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You didn't know you came to make a city,
Nobody knows when a city's going to happen...
That's the start of "Elegant Dust," one of the poems in which Thomas Hornsby Ferril, named Colorado's Poet Laureate in 1979, 83 years after he was born, captures the city he always called home, the city he described so lyrically, the city he came to define.
Ferril wrote his poems, and won awards for them, while working in the advertising department of the Great Western Sugar Company for 42 years and writing a weekly newspaper column — under a pseudonym, so the public would not think of the emerging poet as an "irresponsible word-slinger." His was not verse dropped from an ivory tower, but prose that came up from the dust, from the often water-parched land, as he explained when he collaborated with artist Allen True on eight panels that still grace the Capitol rotunda. They begin: Here is a land where life is written in water/The West is where the water was and is.
The trickle-down economics of Colorado may soon dry up another part of Ferril's legacy, however. The Thomas Hornsby Ferril House, a designated Denver landmark that's listed on the National Register of Historic Places, could be going on the block.
The two-story Queen Anne Victorian was built in 1890 at 2123 Downing Street by John and Joanna Palmer, the aunt of Ferril's mother. In 1900, when he was four, Ferril's family moved into the house; when he married, he took his bride to live there; he raised his own family there, wrote his poems there, died there in 1988, at the age of 92. A year later, his daughter gave the house to Historic Denver; Ferril had been a member of the city's first landmark commission.
The Colorado Center for the Book, the state affiliate of the Library of Congress, bought the house from Historic Denver in 1996 and moved in while also undertaking a major renovation of the 2,600-square-foot building, one designed to turn it into a community literary center and funded by half a million dollars in grants from state and federal agencies, as well as many Colorado foundations and corporations. Seven years ago, in a toast-filled ceremony at the refurbished Ferril House, the Center for the Book merged with what was then the Colorado Endowment for the Humanities. At the time, remembers then-center director Chris Citron, there was a stipulation that the center would stay in the house. A month later, though, it was moved into the headquarters of what is now known as Colorado Humanities, "so I left," she says.
"The Center for the Book was there when it was independent," explains Colorado Humanities director Maggie Coval. "It's not efficient dividing staff."
At least Colorado Humanities was able to find a tenant that Ferril would surely have applauded: Lighthouse Writers Workshop, a creative-writing school that's done so well it outgrew the house. In July, two months before its lease expired, Lighthouse moved into the also-historic — and huge — Milheim House, a Denver Square that had originally been across from the Molly Brown House and was moved to 1515 Race Street. For the five years Lighthouse was in residence, co-founder Michael Henry worked out of Ferril's old office. "It was very inspirational," he says, particularly since, as a poet himself, Henry has always considered Ferril the quintessential Colorado author. "His writing about Colorado and Denver has always stayed with me."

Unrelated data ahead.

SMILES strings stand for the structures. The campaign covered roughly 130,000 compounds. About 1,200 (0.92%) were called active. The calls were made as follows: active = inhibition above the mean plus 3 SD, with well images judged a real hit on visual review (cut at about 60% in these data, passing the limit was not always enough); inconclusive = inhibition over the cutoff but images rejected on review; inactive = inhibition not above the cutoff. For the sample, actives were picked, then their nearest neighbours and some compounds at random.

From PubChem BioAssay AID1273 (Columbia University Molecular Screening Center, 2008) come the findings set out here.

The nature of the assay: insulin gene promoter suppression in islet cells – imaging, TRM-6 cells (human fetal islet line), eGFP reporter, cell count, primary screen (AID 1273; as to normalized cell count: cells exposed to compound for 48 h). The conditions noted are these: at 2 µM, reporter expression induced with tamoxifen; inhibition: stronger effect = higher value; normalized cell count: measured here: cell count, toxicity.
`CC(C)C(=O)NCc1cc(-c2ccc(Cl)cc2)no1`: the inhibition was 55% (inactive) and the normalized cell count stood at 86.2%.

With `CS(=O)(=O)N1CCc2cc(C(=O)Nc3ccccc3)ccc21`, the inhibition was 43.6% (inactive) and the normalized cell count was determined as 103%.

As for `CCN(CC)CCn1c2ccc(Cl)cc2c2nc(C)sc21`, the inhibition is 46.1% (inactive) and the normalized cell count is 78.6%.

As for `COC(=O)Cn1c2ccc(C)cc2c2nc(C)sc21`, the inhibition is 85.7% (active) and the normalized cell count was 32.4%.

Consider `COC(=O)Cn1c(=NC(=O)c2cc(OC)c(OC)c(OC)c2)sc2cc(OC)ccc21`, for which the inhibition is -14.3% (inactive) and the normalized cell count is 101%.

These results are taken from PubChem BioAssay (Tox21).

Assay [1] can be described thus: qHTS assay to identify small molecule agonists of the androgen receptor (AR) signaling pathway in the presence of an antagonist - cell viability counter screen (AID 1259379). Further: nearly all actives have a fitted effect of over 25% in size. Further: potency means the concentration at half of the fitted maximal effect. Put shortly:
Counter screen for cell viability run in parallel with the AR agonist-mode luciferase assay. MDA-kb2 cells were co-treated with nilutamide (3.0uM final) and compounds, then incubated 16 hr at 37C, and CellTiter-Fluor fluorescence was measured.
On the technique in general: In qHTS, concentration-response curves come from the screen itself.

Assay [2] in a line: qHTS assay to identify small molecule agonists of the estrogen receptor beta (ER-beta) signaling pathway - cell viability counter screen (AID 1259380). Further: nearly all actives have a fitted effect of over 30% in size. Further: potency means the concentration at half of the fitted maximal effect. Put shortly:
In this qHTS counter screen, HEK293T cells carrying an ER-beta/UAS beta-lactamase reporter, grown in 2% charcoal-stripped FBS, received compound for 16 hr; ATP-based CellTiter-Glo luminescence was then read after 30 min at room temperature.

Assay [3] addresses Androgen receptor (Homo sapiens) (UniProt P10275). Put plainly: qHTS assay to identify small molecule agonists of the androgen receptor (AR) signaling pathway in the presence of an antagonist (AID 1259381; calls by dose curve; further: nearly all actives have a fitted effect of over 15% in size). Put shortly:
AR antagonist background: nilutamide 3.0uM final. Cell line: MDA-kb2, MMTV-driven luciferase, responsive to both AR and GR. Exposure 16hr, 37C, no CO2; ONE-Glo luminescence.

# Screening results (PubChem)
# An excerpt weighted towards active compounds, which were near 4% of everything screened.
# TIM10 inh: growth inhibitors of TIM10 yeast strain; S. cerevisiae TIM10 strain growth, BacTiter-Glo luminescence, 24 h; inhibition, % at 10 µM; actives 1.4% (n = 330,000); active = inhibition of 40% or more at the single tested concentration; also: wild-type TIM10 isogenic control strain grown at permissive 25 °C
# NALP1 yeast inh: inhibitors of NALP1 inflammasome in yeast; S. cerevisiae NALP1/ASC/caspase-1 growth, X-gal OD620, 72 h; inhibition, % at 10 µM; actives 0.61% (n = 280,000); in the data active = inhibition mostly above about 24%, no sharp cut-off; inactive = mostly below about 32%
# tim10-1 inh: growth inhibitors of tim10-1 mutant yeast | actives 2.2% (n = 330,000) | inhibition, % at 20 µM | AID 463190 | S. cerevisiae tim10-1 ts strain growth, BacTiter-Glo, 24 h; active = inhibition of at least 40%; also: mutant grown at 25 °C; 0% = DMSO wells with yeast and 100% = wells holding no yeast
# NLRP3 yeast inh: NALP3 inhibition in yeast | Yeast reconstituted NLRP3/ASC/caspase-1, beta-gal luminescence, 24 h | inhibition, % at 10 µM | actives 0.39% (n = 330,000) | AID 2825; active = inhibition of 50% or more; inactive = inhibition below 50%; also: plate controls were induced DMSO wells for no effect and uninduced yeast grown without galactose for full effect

Although Lighthouse was able to consolidate all of its programs in the new building, Henry says they still miss the Ferril House and hope it lands the right tenant, one that will appreciate its heritage. "Denver is just a very literate and literary city," says Henry. "It seems like the literary arts are definitely thriving."
But not the empty Ferril House.
This part of Denver, just north of downtown, is in flux, with projects all around the hospital zone. While the old Pierre's Supper Club just two doors up is back in business under a new name, another house on this short stretch seems abandoned. Colorado Humanities is currently considering what to do with the Ferril House — and the possibilities include selling off this piece of history, a concept it's explored before. "We could certainly rent it to another organization, we would consider selling it to another organization," says Coval, whose group will discuss the options at an October meeting. "Unfortunately, we can't occupy it; we're too big."
The news that the Ferril House might be sold stuns those who've spent time there. "I'm sad, and dismayed, to hear it," says Citron. "Stewardship of this is a very serious responsibility."
"I really hope it stays somehow a part of the public trust," says Henry.
"Ferril's ghost will be interested," says historian Tom Noel.
That ghost now looks out from Ferril's "House in Denver":
I can remember looking cross-lots from
This house over the evening thistle and
The bee flowers, watching people coming home
From downtown. In the morning I could stand
A long time watching my father disappear
Beyond the sunflowers which you noticed farther
In the morning. Now tall buildings interfere
In piles of shining masonry, but are there
Walls yet to come no more secure than these?...
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